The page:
The shelter is in its 30th year of providing free emergency shelter and supporting services to victims of abuse living in Karnes County and beyond.
According to a poll from the Texas Council on Family Violence, 74 percent of Texans have experienced domestic violence or know someone who has. The poll also shows that 114 Texas women lost their lives to domestic violence in 2012, and Texas programs that help domestic violence victims answered 191,301 hotline calls in 2012.
“If a disease was affecting 74 percent of our community, we would rally around those who were affected. We would never blame them for their disease. We would demand a cure to the epidemic,” said Jennifer Fernandez, the Outreach and Prevention Specialist at the Guadalupe Valley Family Violence Shelter (GVFVS). “But when that epidemic is domestic violence, we don’t talk about it. We blame the victim by asking why she didn’t just leave. We ignore the problem, thinking that it is a private family matter that stays behind closed doors. Every victim is someone’s child, someone’s parent, sibling, friend, neighbor, or coworker.”
Fernandez has worked with victims of family violence and sexual assault for fifteen years. She had served on the Board of Directors of the shelter for seven years and has now been working specifically at the shelter for the past two and-a-half years.
Though based in Guadalupe County, GVFVS has been committed to serve and help domestic violence victims that live in the communities of Karnes County.
Fernandez explains that in rural communities, such as the ones in Karnes County, domestic violence victims and survivors have limited access to the resources they need to recover from abuse and to build a safe and self-sufficient life.
“To meet this need, an advocate is available to travel to Karnes County to meet with survivors and provide services in a safe location,” said Fernandez. “Our services are designed to offer a holistic approach to help in the survivor’s recovery and to build a life free from violence.”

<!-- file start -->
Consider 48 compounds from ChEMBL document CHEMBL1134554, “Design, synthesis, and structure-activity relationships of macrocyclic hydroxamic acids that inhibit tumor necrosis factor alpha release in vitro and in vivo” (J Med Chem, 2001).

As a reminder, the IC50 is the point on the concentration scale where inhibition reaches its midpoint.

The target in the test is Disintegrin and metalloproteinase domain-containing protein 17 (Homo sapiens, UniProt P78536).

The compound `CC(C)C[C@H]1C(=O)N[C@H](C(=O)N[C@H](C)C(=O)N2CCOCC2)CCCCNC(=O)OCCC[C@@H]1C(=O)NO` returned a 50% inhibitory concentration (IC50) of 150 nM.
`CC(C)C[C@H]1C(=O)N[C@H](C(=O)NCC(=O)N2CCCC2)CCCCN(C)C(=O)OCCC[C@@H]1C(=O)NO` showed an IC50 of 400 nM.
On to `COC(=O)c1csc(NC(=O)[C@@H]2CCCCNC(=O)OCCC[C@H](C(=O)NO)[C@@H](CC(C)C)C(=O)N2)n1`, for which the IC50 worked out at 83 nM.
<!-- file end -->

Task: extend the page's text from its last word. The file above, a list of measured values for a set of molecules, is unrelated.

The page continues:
GVFVS provides emergency shelter, a 24-hour crisis hotline, safety planning, crisis intervention, counseling, legal advocacy, case management, accompaniment to court, assistance with Crime Victims Compensation claims, HEART (Help End Abusive Relationship Tendencies) support program, parenting program, children’s services, information, and referrals.
A person does not have to stay in the shelter to receive services. Services are provided on both a residential or nonresidential basis.
GVFVS not only helps women victims of domestic violence, but also helps the children involved in those situations as well.
Fernandez says the shelter sees children who have been through so much, whether they were a target of abuse or they were witness to it. The effects of domestic violence on children can be devastating, according to Fernandez, and children who witness domestic violence are substantially more likely to become victims or batterers in their future relationships.
GVFVS provides services to the child to help in their recovery, such as counseling and play therapy, and the shelter’s parenting program helps mothers understand the effects of violence on their children, the unique emotional needs they have, and how to help meet those needs.
Services are also provided to adult male survivors of abuse, with the exception of emergency shelter. If men are in need of emergency shelter, GVFVS will refer to programs that provide that service.
“Domestic violence is not just a women’s issue,” Fernandez emphasized. “Men are also victims of abuse, and they are even less likely to report it and seek help because they fear they won’t be believed. Domestic violence is a community problem. The victims are people that we know, that we love and care for. They deserve better. Our children deserve better. Our communities deserve better. We can all be part of the solution.”
Fernandez relates that the greatest sense of satisfaction she gets from her work is getting to be a part, however small, in someone’s success story.
“It is such an honor to watch someone make the transformation from victim to survivor, to see them find their voice again and realize how strong they really are,” she said.
“It’s time to end the silence and start conversations. It is time to show support to survivors and hold batterers accountable. It is time to send a message that we will not tolerate this in our community.”
For more information or for those needing help, the Guadalupe Valley Family Violence Shelter can be reached at 1-800-834-2033 or 830-372-2780, or write to the shelter’s mailing address at P.O. Box 1302 Seguin, TX 78155.